MBA Blog

September 15, 2012

On Thursday night, I enjoyed an extraordinarily international array of conversations without leaving New Haven. The main event was the Yale World Fellows Night, showcasing this year’s 16 World Fellows from Algeria, Argentina, Chile, France, India, Kenya, Nigeria, Mexico, Morocco, South Africa, Switzerland and the United Kingdom.

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April 8, 2012

After a brief break during which I visited 3 more countries I am back with the long-awaited recap on our Vietnam experience. As I mentioned in my previous blog, Vietnam felt like a different world after Bangladesh. A country so close, with similar natural resources was decades ahead in terms of development. One reason may be that there are half as many people living on double the land mass as compared to Bangladesh, but as we soon came to learn - centralized ruling may also have something to do with it.

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March 28, 2012

I'm still recovering from our International Experience trip to China and Hong Kong. It was a truly intense cultural, educational, social, and emotional experience - one of those events that you ponder and process long after it is done and that continues developing how you think about things. I met new people and made new friends, explored parts of the world that were abstract and dreamlike in my mind, learned about organizations and people that were previously a mystery, and grappled with some difficult philosophical questions.

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March 28, 2012

After days of meetings with government officials, venture capitalists and entrepreneurs, we visited the famous Kremlin and Red Square on the last day of our trip in Moscow. It is necessary to understand the Russian history and the Tsar’s rein in order to get a better idea of the current Russian political and economic situations. The Kremlin is separated into two zones. The tourism zone includes museums, cathedrals and art galleries, while the government zone is the president office (of course, we don’t have access to this zone. It’s heavily armed!)

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March 27, 2012

In a comment on my previous post, am833 wrote

"Why do [Indian] conglomerates run universities? Why don’t you see this happening in the US and other more ‘developed’ markets?"

This question has been on my mind in the wake of Yale SOM’s Education Leadership Conference on March 23rd.

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March 27, 2012

My International Experience trip to Shanghai, Nanjing, and Beijing was extremely educational and informative. Hearing from Chinese citizens working in the financial sector and experiencing daily life in the country adds important perspectives to what I have read in the press. I’ve summarized some of my final impressions below:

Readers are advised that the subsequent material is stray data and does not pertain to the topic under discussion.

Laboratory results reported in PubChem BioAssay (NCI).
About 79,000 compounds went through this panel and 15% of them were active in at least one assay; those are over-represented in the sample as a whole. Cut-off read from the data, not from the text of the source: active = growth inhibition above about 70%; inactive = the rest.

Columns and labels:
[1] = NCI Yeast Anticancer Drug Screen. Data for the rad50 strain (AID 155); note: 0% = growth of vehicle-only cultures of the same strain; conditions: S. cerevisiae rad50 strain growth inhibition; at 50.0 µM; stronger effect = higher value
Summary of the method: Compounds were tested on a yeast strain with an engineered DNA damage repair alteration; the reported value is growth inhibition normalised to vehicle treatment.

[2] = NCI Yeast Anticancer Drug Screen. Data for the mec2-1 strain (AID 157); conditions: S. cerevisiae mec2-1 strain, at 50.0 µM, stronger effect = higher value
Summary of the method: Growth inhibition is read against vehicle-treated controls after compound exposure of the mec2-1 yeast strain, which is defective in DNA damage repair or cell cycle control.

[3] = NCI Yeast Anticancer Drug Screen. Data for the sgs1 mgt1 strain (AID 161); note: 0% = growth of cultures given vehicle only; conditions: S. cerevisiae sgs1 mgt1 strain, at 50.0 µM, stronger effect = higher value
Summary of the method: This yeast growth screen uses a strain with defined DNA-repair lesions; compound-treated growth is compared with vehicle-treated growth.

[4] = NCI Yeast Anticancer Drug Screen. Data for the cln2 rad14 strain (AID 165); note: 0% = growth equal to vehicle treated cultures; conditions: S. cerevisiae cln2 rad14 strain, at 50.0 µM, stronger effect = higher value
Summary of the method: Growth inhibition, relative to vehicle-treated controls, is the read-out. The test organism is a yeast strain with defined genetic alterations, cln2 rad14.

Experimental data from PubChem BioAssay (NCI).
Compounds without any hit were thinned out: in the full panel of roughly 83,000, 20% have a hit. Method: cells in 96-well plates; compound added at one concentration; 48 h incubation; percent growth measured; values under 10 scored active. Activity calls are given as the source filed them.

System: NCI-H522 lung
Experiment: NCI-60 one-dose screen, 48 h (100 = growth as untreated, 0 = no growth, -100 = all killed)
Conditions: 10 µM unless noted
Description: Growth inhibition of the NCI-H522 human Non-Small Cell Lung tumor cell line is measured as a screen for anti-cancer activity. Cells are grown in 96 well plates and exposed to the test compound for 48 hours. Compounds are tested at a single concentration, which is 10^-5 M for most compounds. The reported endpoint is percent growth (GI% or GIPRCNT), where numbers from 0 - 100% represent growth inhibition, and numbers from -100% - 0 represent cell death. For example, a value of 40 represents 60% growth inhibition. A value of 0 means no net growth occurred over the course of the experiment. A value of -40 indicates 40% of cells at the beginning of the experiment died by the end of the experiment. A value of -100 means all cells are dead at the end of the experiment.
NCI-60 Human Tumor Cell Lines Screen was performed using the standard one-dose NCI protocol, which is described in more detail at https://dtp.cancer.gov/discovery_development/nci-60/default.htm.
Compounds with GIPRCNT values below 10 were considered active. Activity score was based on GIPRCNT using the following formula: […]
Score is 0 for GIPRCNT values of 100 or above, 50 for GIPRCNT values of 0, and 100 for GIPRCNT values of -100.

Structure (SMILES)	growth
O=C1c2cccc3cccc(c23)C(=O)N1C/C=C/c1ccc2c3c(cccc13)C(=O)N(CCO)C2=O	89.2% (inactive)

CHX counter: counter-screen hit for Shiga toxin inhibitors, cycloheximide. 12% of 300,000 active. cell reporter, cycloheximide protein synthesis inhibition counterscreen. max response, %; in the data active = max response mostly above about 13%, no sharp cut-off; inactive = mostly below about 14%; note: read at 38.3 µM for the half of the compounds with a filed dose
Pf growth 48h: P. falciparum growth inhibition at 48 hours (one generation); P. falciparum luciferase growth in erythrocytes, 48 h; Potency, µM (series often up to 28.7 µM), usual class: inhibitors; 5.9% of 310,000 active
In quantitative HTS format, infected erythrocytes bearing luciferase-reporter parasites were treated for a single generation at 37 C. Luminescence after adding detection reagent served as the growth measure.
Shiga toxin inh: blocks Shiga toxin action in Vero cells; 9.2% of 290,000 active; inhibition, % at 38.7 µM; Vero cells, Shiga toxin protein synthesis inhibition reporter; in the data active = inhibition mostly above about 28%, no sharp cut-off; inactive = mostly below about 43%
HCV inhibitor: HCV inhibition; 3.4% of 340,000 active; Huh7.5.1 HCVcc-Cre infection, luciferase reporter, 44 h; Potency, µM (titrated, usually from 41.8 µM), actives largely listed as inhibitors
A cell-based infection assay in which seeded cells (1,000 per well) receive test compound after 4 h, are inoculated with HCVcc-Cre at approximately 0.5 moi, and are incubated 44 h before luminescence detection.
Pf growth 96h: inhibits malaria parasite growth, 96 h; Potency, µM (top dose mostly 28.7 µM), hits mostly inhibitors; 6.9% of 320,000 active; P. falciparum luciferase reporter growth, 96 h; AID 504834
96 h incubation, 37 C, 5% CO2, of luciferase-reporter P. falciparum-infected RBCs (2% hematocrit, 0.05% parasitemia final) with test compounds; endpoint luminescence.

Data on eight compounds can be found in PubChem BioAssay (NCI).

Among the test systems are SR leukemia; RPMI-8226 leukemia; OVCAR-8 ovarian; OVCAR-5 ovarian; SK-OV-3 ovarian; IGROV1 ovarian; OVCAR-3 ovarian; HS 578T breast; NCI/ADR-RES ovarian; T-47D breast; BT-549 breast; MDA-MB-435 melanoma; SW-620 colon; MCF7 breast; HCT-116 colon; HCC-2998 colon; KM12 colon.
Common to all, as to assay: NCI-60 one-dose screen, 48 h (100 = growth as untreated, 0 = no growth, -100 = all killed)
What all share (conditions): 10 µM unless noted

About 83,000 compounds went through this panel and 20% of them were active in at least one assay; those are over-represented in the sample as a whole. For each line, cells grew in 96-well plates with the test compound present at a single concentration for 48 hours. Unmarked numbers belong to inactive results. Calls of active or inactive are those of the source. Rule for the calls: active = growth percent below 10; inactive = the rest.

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March 25, 2012

Our group met up with the women of SEWA. The women started the meeting in prayer. It was a prayer based on Gandhian Philosophy – all religions are inclusive here. Founded and led by women, SEWA is a trade union representing self-employed women in India who are earning a living in the unorganized sector, unable to obtain the stability and welfare benefits typical of the organized sector. To put SEWA’s scope in context - India’s unorganized female labor force comprise of more than 90% of the total female labor force in India.

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March 22, 2012

Wine is an integral part of Hungarian culture. Hungary has a long history of wine making, and wine is now a major export and revenue source of local residents. We may not speak Hungarian but we definitely recognize some Hungarian words because many words for wine derive from Hungarian. White wine accounts for over 60% of total wine production in Hungary. The most famous Hungarian wines are the dry Bull’s Blood and Aszu. On the first day in Hungary, we visited two wineries, Heimann and Takler, located in the southern Szekszard region, which is about 250 kilometers from Budapest.

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March 21, 2012

At the Yale School of Management, we believe that our integrated curriculum provides the wide-angle lens needed to evaluate the "messy, real world problems" that leaders increasingly face. The international experience was a fascinating illustration of how these problems play out, and how our curriculum prepares us to address them. One of the things that caught my attention during our trip to India was the prevalence of large, diversified companies on our itinerary. These companies do everything.

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March 19, 2012

If you haven't gotten the chance already, I'd recommend reading the recent blog posts discussing the International Experience. As a second-year student, I can honestly say that this 10-day trip abroad is one of the most formative, memorable and unique parts of the Yale SOM experience. As my classmates have described in their blog posts, the list of leaders that we have access to by traveling under the Yale SOM name is remarkable. However, I'd like to let you in on a little secret ...

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